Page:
Suffice to say, “Don’t mess with the ouija board” is the best advice you’ll get from watching Ouija – and you should follow that advice before the movie even starts. Just, don’t go mess with Ouija. It’s the kind of movie you’ll be glad you waited for its inevitable Netflix Instant release to see. (Nope, not even iTunes or On Demand. You’ll be glad you didn’t pay extra money to see this.)
What Is ‘Ouija’ About?
First off – how would you describe an ouija board? Perhaps, a psychic’s tool? Perhaps, a connection to the spirit world? There are many ways to describe it, but “board game” is not one of them, and yet Ouija makes this detail very clear – an ouija board in this universe is a board game you and your friends buy at Toys ‘R Us to communicate with spirits. This is just one of the many things the film gets wrong.
Ouija opens with a teenage girl, Debbie, played by that one chick from that CW show that got canceled after one season – which one isn’t important. She’s attempting to burn an ouija board in her fireplace when her best friend Laine comes to check on her. For some reason, Debbie won’t let her inside the house, though she reveals some pretty strange things have been happening ever since she messed around with her ouija board a couple weeks prior.
We see some of these occurrences take place when Debbie goes back inside to “rock it” with leftovers. (That dialogue, amirite?) The stovetop mysteriously ignites, weird noises are heard from upstairs and the ouija board we just saw Debbie burn is sitting on her bed. When she puts the planchette up to her eye – somehow she’s aware that it’s supposed to be a window to the spirit world – she becomes possessed by something and is forced to hang herself over the banister.
Her death is the motivation that leads Laine and her friends to use the ouija board to communicate with Debbie’s spirit, because they’re “just not ready to let her go.” Unfortunately for them, every board game has rules, and when they don’t adhere to the rules of the ouija board, they inadvertently awaken demonic forces that terrorize them.
Who’s In It?
Short answer – no one you know. And now we can move on…
But in all seriousness, there are very few people you’ll recognize. The lead actress, Olivia Cooke, will make you go, “Oh look! It’s that girl from that thing, I think.” And “that thing” will probably refer to either Bates Motel (she’s the girl dragging around her mobile oxygen tank), The Quiet Ones (that low-budget horror movie with The Hunger Games star Sam Claflin) or, if you’re into indie sci-fi films, The Signal. The only other person that’ll catch your fancy is a couple brief appearances from Lin Shaye, who’s been creeping you out in all the Insidious movies.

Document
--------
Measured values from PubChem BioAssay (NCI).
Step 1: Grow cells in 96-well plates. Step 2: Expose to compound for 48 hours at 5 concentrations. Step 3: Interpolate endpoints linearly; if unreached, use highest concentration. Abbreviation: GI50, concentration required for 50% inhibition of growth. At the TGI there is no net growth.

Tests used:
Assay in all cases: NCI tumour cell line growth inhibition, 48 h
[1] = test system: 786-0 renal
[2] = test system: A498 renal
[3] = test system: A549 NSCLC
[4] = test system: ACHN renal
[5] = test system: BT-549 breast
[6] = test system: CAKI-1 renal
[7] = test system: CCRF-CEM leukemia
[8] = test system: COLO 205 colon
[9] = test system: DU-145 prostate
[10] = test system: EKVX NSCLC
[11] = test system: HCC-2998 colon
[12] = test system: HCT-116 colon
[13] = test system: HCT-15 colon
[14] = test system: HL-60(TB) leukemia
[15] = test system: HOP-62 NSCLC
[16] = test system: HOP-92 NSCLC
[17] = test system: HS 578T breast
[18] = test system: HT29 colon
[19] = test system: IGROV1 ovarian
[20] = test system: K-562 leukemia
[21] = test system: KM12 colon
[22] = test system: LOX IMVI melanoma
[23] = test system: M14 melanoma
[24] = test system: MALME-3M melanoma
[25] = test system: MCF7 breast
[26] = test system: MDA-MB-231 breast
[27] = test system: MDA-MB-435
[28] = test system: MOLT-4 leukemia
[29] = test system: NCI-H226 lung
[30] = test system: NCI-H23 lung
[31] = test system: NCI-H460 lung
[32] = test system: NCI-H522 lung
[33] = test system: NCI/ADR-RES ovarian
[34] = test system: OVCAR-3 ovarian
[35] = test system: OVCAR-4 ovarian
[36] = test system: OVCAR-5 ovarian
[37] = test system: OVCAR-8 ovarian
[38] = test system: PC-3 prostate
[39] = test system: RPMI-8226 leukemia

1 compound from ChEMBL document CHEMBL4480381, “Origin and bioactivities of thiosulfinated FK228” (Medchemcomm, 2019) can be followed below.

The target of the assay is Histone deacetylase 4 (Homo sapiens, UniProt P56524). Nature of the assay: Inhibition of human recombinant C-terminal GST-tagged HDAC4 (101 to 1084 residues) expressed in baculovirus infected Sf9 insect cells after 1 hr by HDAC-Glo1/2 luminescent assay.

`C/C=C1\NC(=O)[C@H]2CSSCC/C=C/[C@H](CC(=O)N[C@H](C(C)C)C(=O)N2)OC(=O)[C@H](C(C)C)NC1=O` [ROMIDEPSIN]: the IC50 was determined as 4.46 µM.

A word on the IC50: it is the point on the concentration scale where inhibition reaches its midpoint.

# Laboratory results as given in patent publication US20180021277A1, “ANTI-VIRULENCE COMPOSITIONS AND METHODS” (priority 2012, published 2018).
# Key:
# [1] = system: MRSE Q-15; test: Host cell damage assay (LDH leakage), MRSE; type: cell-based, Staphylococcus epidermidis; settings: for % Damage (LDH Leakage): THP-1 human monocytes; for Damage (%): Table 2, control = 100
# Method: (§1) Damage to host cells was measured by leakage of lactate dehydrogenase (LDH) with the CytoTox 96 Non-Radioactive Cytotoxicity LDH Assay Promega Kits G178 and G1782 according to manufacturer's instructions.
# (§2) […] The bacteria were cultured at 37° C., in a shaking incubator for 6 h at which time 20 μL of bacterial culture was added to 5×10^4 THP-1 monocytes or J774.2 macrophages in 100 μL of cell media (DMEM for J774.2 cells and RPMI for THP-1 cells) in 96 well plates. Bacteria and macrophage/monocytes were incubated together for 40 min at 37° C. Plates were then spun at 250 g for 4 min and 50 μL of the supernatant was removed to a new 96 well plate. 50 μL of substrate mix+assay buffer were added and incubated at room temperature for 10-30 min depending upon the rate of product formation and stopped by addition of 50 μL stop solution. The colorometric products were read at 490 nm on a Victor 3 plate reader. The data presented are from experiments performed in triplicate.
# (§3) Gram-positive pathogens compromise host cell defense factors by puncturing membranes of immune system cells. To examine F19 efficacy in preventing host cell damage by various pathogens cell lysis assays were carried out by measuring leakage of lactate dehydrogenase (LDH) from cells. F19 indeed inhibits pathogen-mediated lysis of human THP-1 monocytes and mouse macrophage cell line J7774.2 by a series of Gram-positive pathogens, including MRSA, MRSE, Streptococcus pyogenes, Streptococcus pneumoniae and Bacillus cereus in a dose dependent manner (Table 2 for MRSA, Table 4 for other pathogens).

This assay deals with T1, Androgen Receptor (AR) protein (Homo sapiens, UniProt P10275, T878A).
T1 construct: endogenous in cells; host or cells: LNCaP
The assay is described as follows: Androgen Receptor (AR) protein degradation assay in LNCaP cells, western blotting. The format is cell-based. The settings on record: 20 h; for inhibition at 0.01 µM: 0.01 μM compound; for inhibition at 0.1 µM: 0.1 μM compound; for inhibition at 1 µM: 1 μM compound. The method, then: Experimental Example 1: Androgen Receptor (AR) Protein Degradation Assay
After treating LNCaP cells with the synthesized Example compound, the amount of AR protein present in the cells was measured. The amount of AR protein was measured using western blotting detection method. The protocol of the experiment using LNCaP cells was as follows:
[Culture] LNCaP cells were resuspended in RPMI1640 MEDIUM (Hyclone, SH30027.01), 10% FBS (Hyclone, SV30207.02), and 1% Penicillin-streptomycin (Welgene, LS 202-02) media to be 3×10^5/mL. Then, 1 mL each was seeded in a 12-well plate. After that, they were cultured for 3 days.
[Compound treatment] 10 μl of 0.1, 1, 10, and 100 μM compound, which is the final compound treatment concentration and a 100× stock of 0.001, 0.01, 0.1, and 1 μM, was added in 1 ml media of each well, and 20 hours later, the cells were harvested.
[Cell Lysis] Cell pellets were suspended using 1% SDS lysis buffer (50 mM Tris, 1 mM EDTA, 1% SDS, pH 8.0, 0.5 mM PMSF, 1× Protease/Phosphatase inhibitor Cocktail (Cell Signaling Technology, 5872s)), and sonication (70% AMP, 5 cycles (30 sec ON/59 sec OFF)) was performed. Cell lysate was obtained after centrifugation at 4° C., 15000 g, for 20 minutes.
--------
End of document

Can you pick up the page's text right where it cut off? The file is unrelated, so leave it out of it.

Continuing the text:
Everyone else is basically a who’s who of failed TV series. Even worse, the so-called “acting” going on in Ouija is very much a reflection of that.
The horror genre, especially low-budget horror, isn’t uniquely known for its exceptional actors. Unfortunately for Ouija, we’re coming off of films like The Conjuring, The Purge, Insidious and Sinister, all of which were produced on relatively small budgets and featured some high-quality acting talent. So, frankly, watching Ouija is like going back to PBR and Miller High Life after you’ve been taste-testing the finest drafts.
In their defense, the writing didn’t give them much to go on … like, at all.
How Is It?
Poor dialogue and acting aside, though, Ouija is a cheap product of the horror genre that’s trying too hard to market itself towards the CW crowds.
For one, the scares are cheap and not scary enough. One of these more unforgivable moments came in the beginning with that phantom stovetop. You’ll jump a couple of times because whoever mixed the audio thought it was a great idea to dial up the volume to the max when the flame ignites. Take out the sound, and it’s not even remotely disturbing. Ouija employs many of these amateur tactics to incite reactions from the crowd, whether it’s this soundboard on crack or people popping out of shadows for no reason (even when there’s no real atmospheric tension).
On another note, the plot kind of makes sense, but not really. The story as a whole seems like the first draft of a college film major’s horror project – the pieces are pretty much there, but there is no attention to detail and no smoothing out of the rough transitions. As a result, the audience is left with poor plot points. Laine can play with the ouija board in Debbie’s house all she wants because she’s left in charge after Debbie’s parents leave town after the funeral and they don’t know when they’ll be back. The same situation arises with Laine’s dad, who leaves her and her rebel sister home alone and “doesn’t know when he’ll be back.” Oh, and speaking of Laine’s rebel sister, we see her sneaking out of the house and trying to canoodle with her much-older boyfriend, but she quickly drops any and all traces of this personality just before the group’s first encounter with the ouija board. It’s sloppy.
But perhaps the most unforgivable aspect is the fact that it’s just so damn predictable. If you’ve seen even a handful of horror movies involving freaky poltergeists or demonic forces wreaking havoc, you’ll know all the twists and turns coming in Ouija. I’m pretty sure I even predicted early on who was going to be killed off and in what order. There’s only one real twist in the movie, but, again, it’s been done before and you’ll see it coming because of all these “wait, that was too easy” bits.
And, of course, when things get crazy because of a spirit board, just bring in Laine’s god-fearing Latina housekeeper, who just so happens to know exactly what to do in any and all spirit board situations.